June 16th, 2011, 11:12 AM
What to study in prep for writing a physics engine?
I'm planning on going through the resources Chris Hecker recommends in his article Physics References (a quick Google search should provide the URL), however that article (from what I gather) was written in around 1997: 14 years ago.
I suspect that there have been new developments since the article was put together. Do you guys have any additions/changes to the list he gives? For example, changing the order in which a topic is studied, a new and better book for a particular topic in the list, new topics to add to the study list (with accompanying book recommendations if you can), etc.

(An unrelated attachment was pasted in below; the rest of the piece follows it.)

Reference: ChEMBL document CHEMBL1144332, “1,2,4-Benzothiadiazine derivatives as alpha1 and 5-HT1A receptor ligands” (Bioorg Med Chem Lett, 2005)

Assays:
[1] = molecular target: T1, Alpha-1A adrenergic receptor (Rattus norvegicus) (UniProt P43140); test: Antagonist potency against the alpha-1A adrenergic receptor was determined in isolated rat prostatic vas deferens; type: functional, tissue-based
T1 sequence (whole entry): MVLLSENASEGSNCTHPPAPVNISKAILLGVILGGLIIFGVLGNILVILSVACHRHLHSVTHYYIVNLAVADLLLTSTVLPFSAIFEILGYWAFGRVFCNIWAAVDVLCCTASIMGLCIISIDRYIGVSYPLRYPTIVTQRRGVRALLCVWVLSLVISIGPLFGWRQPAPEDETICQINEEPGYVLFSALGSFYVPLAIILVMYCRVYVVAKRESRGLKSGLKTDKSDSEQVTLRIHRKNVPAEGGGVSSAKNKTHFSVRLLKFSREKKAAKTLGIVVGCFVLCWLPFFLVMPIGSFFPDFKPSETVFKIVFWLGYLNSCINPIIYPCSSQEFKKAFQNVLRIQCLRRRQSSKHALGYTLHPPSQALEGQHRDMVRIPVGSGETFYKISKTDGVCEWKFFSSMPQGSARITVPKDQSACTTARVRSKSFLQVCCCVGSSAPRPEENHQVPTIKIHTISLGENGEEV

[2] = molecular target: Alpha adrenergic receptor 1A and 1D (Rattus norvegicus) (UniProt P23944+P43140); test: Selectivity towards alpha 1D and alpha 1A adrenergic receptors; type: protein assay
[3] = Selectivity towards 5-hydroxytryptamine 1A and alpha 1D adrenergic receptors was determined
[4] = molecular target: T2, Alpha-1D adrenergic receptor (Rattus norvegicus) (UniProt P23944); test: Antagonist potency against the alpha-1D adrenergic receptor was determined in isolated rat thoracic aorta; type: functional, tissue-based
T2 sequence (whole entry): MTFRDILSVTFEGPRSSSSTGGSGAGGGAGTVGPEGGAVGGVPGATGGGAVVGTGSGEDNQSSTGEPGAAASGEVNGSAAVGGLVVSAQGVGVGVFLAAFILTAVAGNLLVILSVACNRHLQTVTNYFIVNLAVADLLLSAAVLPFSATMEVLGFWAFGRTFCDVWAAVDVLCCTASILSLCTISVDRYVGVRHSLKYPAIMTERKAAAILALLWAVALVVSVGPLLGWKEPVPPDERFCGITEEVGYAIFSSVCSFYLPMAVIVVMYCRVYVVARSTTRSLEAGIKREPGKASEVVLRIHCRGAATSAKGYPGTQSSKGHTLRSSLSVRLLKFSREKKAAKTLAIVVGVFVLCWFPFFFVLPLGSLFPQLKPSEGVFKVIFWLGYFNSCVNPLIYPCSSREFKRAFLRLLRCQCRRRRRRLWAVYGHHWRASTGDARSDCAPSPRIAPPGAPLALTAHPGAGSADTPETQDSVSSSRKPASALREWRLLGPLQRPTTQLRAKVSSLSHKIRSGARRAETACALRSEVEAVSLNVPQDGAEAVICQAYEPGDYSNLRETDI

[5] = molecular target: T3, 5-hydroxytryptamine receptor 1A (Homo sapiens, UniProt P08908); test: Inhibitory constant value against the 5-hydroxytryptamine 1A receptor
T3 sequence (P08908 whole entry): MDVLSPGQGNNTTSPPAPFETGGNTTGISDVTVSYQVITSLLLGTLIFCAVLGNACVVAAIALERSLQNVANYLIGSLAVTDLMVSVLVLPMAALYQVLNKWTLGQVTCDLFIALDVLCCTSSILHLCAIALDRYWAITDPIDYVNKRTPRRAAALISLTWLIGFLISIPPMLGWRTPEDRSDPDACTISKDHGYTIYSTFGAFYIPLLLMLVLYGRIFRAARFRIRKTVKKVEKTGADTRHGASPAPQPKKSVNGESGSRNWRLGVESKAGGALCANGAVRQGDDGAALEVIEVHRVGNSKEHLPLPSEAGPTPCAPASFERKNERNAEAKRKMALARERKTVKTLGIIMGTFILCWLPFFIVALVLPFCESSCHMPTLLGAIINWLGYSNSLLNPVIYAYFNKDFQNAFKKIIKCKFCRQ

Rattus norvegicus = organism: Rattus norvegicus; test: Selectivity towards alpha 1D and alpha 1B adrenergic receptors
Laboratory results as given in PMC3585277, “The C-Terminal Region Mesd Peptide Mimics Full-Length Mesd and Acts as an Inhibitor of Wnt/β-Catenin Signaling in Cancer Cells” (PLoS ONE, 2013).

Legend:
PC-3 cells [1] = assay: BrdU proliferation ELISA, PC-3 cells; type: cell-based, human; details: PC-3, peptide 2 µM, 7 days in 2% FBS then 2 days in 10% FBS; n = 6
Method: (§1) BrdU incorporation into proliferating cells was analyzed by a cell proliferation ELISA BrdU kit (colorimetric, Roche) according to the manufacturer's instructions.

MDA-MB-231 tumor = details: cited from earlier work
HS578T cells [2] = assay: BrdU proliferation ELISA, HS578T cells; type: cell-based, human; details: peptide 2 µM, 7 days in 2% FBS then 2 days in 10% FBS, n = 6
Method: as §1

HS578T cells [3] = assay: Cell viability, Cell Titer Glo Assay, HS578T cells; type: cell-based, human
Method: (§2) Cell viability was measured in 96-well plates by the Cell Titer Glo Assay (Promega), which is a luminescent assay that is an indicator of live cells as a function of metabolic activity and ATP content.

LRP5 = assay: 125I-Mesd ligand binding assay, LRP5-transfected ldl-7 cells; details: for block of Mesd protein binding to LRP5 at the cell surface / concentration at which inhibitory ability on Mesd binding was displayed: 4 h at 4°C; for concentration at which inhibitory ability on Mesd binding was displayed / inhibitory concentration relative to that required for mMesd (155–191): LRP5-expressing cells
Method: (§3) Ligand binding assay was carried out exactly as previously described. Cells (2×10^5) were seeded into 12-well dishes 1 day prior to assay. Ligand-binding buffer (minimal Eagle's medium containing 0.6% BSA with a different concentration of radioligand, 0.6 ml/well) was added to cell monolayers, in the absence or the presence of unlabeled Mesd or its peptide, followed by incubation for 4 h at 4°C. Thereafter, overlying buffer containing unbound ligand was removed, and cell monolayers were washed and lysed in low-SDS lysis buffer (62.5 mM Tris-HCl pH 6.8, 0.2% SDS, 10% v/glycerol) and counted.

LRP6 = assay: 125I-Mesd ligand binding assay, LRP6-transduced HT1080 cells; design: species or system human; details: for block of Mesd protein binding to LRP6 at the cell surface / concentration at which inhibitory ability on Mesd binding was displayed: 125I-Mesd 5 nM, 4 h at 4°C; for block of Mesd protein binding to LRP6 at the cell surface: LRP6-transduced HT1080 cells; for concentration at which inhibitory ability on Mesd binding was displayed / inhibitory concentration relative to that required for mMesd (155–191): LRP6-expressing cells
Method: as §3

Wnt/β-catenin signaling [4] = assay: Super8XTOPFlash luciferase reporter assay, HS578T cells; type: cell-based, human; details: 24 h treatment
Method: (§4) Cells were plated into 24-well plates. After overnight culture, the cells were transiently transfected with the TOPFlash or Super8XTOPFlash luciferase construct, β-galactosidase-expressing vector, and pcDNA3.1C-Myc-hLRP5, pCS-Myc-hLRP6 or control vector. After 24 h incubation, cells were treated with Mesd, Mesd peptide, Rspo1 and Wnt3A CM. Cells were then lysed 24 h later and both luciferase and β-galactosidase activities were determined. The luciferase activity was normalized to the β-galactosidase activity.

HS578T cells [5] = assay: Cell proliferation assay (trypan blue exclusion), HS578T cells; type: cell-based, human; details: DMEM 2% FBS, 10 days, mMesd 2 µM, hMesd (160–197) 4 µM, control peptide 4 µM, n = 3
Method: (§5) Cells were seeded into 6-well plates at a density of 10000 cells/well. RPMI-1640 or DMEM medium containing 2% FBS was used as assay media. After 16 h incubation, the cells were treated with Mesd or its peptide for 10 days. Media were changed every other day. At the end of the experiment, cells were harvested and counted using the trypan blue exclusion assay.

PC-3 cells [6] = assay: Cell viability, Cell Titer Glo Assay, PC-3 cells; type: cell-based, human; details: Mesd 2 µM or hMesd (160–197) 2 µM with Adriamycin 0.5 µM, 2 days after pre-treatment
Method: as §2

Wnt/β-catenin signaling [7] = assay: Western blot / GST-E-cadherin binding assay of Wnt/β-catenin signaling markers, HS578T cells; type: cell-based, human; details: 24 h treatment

I like the fact that he discusses each set of books and the pros/cons. If you guys could provide similar notes with your recommendations, as well as when I should study that topic (right after reading the Calculus book? After reading everything else in that list?) and what I will be able to do in my physics engine after I study it (like his "milestones"), it would really help Thanks
June 27th, 2011, 07:02 AM
Studying, using an existing open-source physics engine should be a good start to writing a physics engine. By that you will learn what is going under the hood. Then you'll decide to try to make your own engine.
August 19th, 2011, 02:41 AM
One thing I will mention though, is that some drivers put this in to solve the problems of instability "side note" code in the archive, and it can be hard to find items that specifically details of the issue and how they solve it (in other words you are not likely to find it on Google or a book), so keep that in mind.